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Web-only Exclusives
November 30, 2000

From Our Correspondent: Hirohito and the War
A conversation with biographer Herbert Bix

From Our Correspondent: A Rough Road Ahead
Bad news for the Philippines - and some others

From Our Correspondent: Making Enemies
Indonesia needs friends. So why is it picking fights?

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The Dazed Lion in Winter
Post-election, the inadequacies of Habibie's administration come out
From this week's ASIAWEEK - on sale November 19
also:
WORLD BANK: Stiglitz, we hardly knew you
PAKISTAN: He's lucky they didn't have call forwarding


November 17, 1999
Web posted at 10:05 p.m. Hong Kong time, 9:05 a.m. EDT


    INTELLIGENCE
Into the Year of the Dragon
What's Ahead for China
by David Hsieh
- Wednesday, Nov. 17, 1999

Ascendant Zhu?
With WTO agreement, Zhu Rongji on the comeback trail
- Monday, Nov. 15, 1999

'Just Be Yourself, Dear'
Hong Kong has to find its own techno-identity
- Friday, Nov. 12, 1999

How Rais Missed Being No. 1
Indonesia's first contender never made the final cut
- Thursday, Nov. 11, 1999

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  ALSO IN ASIAWEEK
Daily Briefing
Today's headlines from across the region

Assif Online
Senior correspondent Assif Shameen on the business of Asia

  TIME ASIA
Asia Buzz
Daily commentary from the editors of TIME Asia

Market Q&A
Each business evening with analysts around the region

Here is an insider's look at the presidency of B.J. Habibie, from a friend and informal adviser who was not a member of his administration. The former Indonesian president was, and remains, incredibly naive and out of touch with the harsh workings of political life, and has little time even for magazines or newspapers to keep him informed. During the complex presidential selection process of October and November, Habibie was oblivious to the maneuvering swirling around him led by Muslim cleric Abdurrahman Wahid and his own Golkar colleagues. Nor did he anticipate the objections in East Timor or from Western governments to his call for Army chief Wiranto to be his vice presidential running mate. The source says amateurism was the hallmark of the Habibie presidency: When the president engaged in long talks with U.N. Sec.-Gen. Kofi Annan on East Timor no aides were taking notes or even attempting to record the complex discussions for future reference. When the president wanted to get his message out to the press, the palace had only an outdated list of local and foreign media contacts. While more open to the press than his predecessors, Habibie was an unsophisticated operator despite having PR-savvy Dewi Fortuna Anwar as his adviser. For an important interview with CNN, the source reckons, Habibie was poorly prepared. After the taping, when he reconsidered his reply on the prosecution of his successor Suharto for corruption, he wondered if he could simply call up CNN and retape the segment, but was finally convinced not to try. Now out of office, Habibie is mulling writing a book focusing on the Suharto years and his own 17 months at the head of the world's fourth most-populous nation.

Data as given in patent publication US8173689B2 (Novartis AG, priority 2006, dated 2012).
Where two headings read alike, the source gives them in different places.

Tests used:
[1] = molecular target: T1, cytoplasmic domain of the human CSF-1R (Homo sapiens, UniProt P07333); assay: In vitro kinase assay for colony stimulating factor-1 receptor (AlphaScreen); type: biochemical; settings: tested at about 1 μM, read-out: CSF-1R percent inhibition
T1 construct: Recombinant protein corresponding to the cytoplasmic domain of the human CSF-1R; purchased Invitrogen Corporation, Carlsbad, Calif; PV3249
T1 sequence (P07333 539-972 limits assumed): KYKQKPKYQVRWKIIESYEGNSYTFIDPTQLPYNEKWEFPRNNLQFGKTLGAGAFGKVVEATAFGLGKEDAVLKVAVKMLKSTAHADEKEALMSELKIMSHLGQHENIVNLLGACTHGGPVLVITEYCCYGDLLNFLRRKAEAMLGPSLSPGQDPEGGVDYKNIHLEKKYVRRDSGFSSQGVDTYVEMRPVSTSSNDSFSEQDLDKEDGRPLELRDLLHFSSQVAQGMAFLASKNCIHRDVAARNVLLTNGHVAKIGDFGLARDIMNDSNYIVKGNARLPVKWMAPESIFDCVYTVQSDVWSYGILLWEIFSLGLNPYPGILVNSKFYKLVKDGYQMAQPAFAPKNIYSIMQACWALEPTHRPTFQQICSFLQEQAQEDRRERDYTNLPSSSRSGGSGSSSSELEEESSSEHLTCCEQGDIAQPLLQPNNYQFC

Stiglitz, We Hardly Knew You
Says one senior IMF official of the World Bank's controversial senior vice president and chief economist Joseph Stiglitz: "Mr. Stiglitz is damn wrong. It's surprising that with insight on how [Asia's] problems have been rapidly resolved thanks to our prescriptions, he has reiterated comments he made at the beginning [of the Crisis] when it was normal to have different views. The facts don't validate his analysis." Stiglitz's recent praise in Singapore, at a World Economic Forum meeting, for Malaysia's apparent success despite flying in the face of IMF wisdom might have been the final nail in the coffin of his World Bank career. For months Stiglitz has been saying that the Crisis not only pointed to the need for better market regulation, but also that the nature of of the IMF's shutting down credit to bring economies into line was "deleterious." His IMF counterparts are seething and the talk in Washington is that his days are numbered.  

He's Lucky They Didn't Have Call Forwarding
The Pakistan military is sure of its case against deposed PM Nawaz Sharif. They haven't revealed it yet, but they have recordings of him using his personal cellphone on Oct. 12 to give orders to Karachi's airport control tower not to allow the PIA Airbus 300 carrying army chief Gen. Pervaiz Musharraf to land, even though it was running low on fuel. On board the commercial flight from Colombo were 200 other passengers.

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